In a post for the New York Times blog Public Editor’s Journal, Margaret Sullivan discusses a question that she uses for her post’s title: “How Well Has The Times Advanced a Story That It Didn’t Break?” Her answer is essentially “Not bad, but not great”–an answer that seems designed to carefully respond to her rhetorical situation. As becomes clear in her post, Sullivan is responding to the many people who are angry at the way the Times covered the NSA wiretap story. Her whole piece is carefully attenuated to this situation, as she tries to give credence to the complainers without giving in to them completely, like a politician admitting he broke an ethical guideline while insisting that it wasn’t really all that bad. Specifically, she uses the strategies of organization and links to outside authorities to strengthen her ethos and defend her position.
Before I describe the details of these strategies, I’ll briefly explain the situation Sullivan is responding to. As I mentioned, she is clearly assuaging an angry audience. Specifically, the NSA story was first written about in The Guardian and the Washington Post, papers that compete with the Times. From Sullivan’s piece, it seems that some have held that the Times got petulant, like a tantrum-throwing child, and didn’t give the story its due coverage specifically because they felt scooped by the other papers. This is a situation where facts can clearly be discovered: either the Times covered the story or it didn’t, and it either gave it places of importance in its print and digital publications or it didn’t. Therefore Sullivan’s post needs to walk a line more subtle than just “What happened?” Instead, this text needs to answer the more subtle question of, “Did the Times act incorrectly, unfairly, or in an unethically biased way in its decision of how to cover the story?”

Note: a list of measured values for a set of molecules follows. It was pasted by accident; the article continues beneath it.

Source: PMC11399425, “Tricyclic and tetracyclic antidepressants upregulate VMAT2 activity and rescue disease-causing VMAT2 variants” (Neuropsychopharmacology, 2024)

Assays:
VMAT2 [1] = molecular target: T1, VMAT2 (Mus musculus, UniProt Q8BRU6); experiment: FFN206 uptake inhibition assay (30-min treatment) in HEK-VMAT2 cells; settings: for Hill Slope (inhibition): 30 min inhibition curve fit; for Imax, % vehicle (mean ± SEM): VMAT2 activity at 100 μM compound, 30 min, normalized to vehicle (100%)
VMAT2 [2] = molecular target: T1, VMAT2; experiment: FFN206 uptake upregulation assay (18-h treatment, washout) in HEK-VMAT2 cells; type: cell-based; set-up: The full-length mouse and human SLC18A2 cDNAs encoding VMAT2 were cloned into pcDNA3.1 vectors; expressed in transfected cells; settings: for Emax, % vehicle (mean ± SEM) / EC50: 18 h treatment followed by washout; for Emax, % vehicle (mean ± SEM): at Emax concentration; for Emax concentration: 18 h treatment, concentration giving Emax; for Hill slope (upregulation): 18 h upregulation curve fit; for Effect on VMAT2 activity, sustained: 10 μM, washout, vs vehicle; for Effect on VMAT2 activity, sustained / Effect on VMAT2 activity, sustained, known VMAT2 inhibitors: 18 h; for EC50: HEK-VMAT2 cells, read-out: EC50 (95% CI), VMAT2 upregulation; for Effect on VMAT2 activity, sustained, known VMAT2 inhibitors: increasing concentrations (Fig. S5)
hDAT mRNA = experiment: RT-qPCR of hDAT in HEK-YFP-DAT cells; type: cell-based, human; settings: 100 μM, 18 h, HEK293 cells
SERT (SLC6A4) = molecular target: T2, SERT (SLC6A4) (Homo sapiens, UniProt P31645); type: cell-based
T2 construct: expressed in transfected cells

Sullivan’s organization is her chief strategy to help her answer this question. She knows that if she comes out and defends the Times right away, her angry opposition will simply be more angry. But she knows that if she gives in right away, she’ll look like she’s giving in to the opposition and ignoring her own employer. So she strategically saves her answer for the end of her piece. At the top of the piece she simply asks questions: “But how well has The Times done in covering or advancing that story since it first appeared in The Guardian and The Washington Post? Is The Times holding its own, gaining or losing ground, and how hard is the paper of record pushing, on this extremely important story?” Instead of immediately answering these questions, she then structures her piece with four numbered parts of her answer, allowing her to stretch her answer out in a way that will assuage both sides. It is only in the final paragraph that she finally gives a single sentence with her entire viewpoint clearly stated: “But like many readers, I would like to see a greater and more consistent sense of urgency reflected on The Times’s news pages in dealing with this subject, which has such profound implications for civil liberties, for press freedom, for the privacy of American citizens and for democracy.” In other words, she is unhappy with the lack of “urgency” in the way the story was covered, but she is happy with other parts of the story. She’s having it both ways.